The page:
Herman Melville seems to have articulated and hoped for this kind of possibility. Writing 30 years before Nietzsche, in his great novel “Moby Dick,” the canonical American author encourages us to “lower the conceit of attainable felicity”; to find happiness and meaning, in other words, not in some universal religious account of the order of the universe that holds for everyone at all times, but rather in the local and small-scale commitments that animate a life well-lived.

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(Yay, SparkNotes!)
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Far/Nearness: Consciousness Turned Inside Out

Roger Caillois
"Mimicry and Legendary Psychasthenia"
October, Vol. 31, (Winter 1984) pp. 16 - 32
MIT Press







Mimesis: the idea of imitation. Alterity: the idea of difference, the opposition of Self and Other. For anthropologists, social scientists, artists, and everyone else caught up in the enigma of "modernity," the question "What is reality?" is crucial to knowing what it is we know and what we are. If traditions are inventions, and social life is a construction, how is it that we understand reality as both real and really made us?

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Nietzsche: "God is dead." - Althusser: "Man is dead."

French Marxist philosopher Louis Althusser is best known for his theory of interpelation, wherein he presents not just an argument about the oppression of workers within the relations of production, but, far more fundamentally, an account of the process whereby the very working $ubject is produced. Yes, churches, schools and offices are sites where this takes place. But the crux of Althusser's insight is this: one is not a person who enters into "the relationships of the relations of production after the fact; in this is, in fact, no person until after interpelation. Human consciousness is ideological, per se. Whatever takes places outside of ideology is entirely inaccessible to consciousness. To name this traumatic "beyond", Althusser uses for the term "encounter". Following Althusser's lead, the great American Marxist scholar, Fredric Jameson, uses the word "history".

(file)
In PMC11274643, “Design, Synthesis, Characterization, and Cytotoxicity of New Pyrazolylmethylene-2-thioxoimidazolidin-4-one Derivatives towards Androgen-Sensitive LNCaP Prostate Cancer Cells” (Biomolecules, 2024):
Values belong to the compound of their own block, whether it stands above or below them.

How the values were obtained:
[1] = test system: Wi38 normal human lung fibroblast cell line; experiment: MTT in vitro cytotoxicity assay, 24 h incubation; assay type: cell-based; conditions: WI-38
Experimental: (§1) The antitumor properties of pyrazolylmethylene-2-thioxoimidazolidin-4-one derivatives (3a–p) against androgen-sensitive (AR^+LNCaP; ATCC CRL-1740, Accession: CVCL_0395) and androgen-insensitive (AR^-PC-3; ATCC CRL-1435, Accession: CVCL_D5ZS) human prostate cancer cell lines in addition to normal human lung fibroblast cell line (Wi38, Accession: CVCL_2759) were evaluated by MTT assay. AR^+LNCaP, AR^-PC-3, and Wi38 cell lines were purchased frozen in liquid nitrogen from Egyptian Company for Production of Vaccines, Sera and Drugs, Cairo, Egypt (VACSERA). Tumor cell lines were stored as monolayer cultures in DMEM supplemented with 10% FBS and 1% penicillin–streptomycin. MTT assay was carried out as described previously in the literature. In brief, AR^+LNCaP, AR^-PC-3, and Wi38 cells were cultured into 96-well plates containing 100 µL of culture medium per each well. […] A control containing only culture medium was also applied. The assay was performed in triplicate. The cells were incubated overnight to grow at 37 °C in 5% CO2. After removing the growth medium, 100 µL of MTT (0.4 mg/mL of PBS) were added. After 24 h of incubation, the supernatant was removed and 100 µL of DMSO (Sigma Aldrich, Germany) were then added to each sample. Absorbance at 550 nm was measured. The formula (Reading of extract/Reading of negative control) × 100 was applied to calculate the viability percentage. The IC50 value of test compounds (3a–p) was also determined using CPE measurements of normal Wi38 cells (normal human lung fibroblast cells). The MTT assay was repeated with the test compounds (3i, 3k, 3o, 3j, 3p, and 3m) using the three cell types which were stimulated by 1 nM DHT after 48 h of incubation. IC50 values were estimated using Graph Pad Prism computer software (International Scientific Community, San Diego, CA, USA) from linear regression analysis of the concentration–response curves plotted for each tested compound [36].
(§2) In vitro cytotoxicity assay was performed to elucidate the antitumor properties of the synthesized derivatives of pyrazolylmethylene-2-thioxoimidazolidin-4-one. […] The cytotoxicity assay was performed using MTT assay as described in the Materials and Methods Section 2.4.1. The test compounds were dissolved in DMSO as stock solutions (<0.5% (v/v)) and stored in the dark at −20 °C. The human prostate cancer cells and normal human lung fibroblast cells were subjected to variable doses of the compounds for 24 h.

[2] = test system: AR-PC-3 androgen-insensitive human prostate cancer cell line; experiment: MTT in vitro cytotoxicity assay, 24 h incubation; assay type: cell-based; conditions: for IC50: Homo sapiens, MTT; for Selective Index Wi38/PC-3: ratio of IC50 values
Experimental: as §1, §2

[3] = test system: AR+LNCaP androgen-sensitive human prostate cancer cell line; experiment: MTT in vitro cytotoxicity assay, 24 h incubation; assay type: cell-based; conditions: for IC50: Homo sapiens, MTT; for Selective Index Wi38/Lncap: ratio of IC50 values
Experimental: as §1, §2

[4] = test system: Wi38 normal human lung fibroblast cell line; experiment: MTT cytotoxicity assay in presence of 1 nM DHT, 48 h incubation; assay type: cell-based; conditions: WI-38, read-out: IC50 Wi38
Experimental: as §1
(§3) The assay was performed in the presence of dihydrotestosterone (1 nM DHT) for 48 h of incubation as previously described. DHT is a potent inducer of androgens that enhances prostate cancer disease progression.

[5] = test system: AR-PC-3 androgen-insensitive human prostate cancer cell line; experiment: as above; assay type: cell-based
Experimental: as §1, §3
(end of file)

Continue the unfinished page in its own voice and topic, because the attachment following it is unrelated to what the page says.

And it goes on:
Just to bring you up to speed, not only should the duplication of the stem "relat-" catch your eye, but in particular Althusser's use of the word "relation-ships". This is not a Marxist economic terms of the sort Gramsci would have used but rather an anthropological term, one taken directly from Claude Levi-Strauss. It refers to the superstar anthropologist's presentation, in Structural Anthropology, of the "elementary structure of kinship", an atomic set of basic familial relationship which inform all identities, activities and even attitudes within primitive cultures. The point Levi-Strauss wants to make in this essay is that within such structures the individual means nothing. Each individual body enters into the structure, which is to say into culture, only insofar as loses its individuality and takes up a functional role within the larger whole. Not only does the discrete biological body no longer exist in the raw form after this moment of "interpelation" (as if it ever did in the first place), but indeed the individual unit of consciousness does not exists before this moment of entry into larger structure. Even before its birth, as Althusser insists, the individual was "always already" a $ubject.